GO
Loading...

UK unemployment lowest since early 2009

Wednesday, 22 Jan 2014 | 4:20 AM ET
Alex Segre | Getty Images

The U.K.'s unemployment rate has fallen to within a whisker of the Bank of England's (BoE) targeted level at which it previously said it would consider raising interest rates.

Unemployment in the U.K. fell to 7.1 percent in the three months to November, according to the Office of National Statistics on Wednesday. The BoE's unemployment target is 7 percent.

The latest figure is the lowest level since the January-March period of 2009 and is the latest in a long line of positive data from the U.K. Sterling jumped against the dollar and hit its highest level in a year versus the euro following the news.

Minutes of the meeting of the Bank of England's Monetary Policy Committee (MPC), also released on Wednesday, showed that the MPC saw no immediate need to raise interest rates even if the 7 percent unemployment threshold were to be reached in the near future.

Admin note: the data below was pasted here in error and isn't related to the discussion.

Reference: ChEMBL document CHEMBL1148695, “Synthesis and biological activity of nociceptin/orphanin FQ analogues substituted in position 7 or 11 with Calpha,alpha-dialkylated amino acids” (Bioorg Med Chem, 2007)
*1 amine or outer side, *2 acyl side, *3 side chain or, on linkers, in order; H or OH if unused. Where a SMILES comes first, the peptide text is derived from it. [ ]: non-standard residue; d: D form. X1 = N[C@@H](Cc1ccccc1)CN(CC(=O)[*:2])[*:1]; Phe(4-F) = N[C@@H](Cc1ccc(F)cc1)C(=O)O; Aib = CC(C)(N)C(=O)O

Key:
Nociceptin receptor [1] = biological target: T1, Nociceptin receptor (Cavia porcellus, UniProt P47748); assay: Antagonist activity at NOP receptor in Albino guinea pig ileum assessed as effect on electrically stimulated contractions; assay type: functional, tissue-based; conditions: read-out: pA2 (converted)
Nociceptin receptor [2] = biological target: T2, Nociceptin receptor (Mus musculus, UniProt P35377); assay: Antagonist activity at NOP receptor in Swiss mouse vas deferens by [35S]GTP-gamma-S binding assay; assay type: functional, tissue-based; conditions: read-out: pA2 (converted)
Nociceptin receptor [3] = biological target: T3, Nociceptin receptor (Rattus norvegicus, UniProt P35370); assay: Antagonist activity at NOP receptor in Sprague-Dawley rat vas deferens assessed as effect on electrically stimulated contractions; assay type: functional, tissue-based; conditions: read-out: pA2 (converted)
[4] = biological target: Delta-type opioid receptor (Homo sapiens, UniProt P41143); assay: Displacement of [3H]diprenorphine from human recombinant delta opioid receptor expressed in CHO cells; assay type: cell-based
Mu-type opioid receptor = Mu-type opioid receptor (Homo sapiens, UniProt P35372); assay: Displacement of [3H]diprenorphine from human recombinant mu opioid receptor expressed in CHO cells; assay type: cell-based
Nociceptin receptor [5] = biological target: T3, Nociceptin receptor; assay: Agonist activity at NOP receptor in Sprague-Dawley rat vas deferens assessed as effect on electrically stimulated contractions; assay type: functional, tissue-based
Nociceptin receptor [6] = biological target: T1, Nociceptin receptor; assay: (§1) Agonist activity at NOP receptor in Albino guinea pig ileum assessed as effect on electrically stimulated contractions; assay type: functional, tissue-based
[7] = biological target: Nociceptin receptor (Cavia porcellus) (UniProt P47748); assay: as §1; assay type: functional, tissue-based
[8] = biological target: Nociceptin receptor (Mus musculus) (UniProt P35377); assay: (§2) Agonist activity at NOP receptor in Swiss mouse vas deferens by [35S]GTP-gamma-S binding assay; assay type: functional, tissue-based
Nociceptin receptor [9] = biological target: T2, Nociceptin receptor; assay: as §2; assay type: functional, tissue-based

"Despite the sharp drop in unemployment, we believe the odds are still strongly in favour interest rates staying at 0.50 percent all through 2014. While interest rates will probably start rising in 2015, this may still not happen until towards the middle of the year," Howard Archer, Chief European and U.K. Economist at IHS Global Insights said in a note.

(Read more: UK unemployment falls, putting rate hike in focus)

  Price   Change %Change
GBP/EUR
---
USD/GBP
---

Featured

Contact Europe News

  • CNBC NEWSLETTERS

    Get the best of CNBC in your inbox

    › Learn More

Europe Video

  • Jan Dunning, CEO of St Petersburg-headquartered hypermarket chain Lenta, says the situation in Ukraine has had no impact on the group, as consumer confidence remains unaffected in Russia.

  • Vincent Deluard, European strategist at Ned Davis Research Group, says the strong euro is a problem for the region's companies, especially for the large exporters.

  • European shares closed higher on Thursday as investors brushed aside concerns regarding Ukraine and focused instead on Wall Street earnings and the latest U.S. jobs data.